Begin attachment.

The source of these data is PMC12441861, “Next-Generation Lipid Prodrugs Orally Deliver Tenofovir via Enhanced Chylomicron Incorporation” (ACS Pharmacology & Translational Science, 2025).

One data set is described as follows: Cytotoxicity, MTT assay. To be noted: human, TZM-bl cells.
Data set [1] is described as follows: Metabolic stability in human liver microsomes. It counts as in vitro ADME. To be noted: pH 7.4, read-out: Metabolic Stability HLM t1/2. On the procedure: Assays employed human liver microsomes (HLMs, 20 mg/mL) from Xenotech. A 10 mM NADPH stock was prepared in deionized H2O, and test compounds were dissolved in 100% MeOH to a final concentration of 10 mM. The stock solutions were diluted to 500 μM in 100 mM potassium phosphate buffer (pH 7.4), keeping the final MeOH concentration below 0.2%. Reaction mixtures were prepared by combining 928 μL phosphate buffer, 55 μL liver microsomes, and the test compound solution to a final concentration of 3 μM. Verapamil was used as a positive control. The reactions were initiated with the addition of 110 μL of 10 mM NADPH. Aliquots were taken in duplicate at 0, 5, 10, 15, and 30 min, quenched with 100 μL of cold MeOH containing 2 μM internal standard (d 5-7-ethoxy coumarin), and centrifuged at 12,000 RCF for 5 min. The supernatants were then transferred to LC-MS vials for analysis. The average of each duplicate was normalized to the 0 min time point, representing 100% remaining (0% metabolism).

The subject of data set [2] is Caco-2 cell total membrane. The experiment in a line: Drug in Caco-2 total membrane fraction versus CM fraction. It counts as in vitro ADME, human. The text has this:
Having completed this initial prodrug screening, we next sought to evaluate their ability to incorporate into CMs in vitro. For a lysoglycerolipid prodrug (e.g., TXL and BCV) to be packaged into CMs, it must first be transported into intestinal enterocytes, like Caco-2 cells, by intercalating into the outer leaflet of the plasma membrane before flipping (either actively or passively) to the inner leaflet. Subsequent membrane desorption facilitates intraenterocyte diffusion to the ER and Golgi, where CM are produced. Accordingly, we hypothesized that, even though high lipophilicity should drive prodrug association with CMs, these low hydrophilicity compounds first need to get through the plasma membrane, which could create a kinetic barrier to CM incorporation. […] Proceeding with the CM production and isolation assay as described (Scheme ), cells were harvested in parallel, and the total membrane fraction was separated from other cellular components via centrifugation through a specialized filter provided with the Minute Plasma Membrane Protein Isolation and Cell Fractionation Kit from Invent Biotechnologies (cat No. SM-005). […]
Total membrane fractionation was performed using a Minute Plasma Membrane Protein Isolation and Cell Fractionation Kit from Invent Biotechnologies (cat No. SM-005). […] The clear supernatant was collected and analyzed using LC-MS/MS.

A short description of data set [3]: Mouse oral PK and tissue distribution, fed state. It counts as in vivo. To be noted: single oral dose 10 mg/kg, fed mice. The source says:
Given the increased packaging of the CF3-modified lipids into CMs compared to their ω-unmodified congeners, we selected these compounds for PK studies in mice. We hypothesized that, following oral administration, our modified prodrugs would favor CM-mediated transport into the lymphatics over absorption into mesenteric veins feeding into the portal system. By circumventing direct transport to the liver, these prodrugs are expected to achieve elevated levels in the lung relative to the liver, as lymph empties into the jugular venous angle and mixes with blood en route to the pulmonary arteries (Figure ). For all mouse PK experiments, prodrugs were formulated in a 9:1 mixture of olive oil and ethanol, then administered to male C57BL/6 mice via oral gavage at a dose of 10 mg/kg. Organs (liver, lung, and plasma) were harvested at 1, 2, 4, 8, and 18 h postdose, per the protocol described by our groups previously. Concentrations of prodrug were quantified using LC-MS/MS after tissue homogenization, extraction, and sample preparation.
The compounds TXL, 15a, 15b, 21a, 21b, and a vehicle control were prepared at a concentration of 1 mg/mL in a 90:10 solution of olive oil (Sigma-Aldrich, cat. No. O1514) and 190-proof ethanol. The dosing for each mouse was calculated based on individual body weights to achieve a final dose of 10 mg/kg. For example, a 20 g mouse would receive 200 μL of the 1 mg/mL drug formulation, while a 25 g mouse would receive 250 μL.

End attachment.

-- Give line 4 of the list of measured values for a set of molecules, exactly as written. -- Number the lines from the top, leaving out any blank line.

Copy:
The subject of data set [2] is Caco-2 cell total membrane. The experiment in a line: Drug in Caco-2 total membrane fraction versus CM fraction. It counts as in vitro ADME, human. The text has this: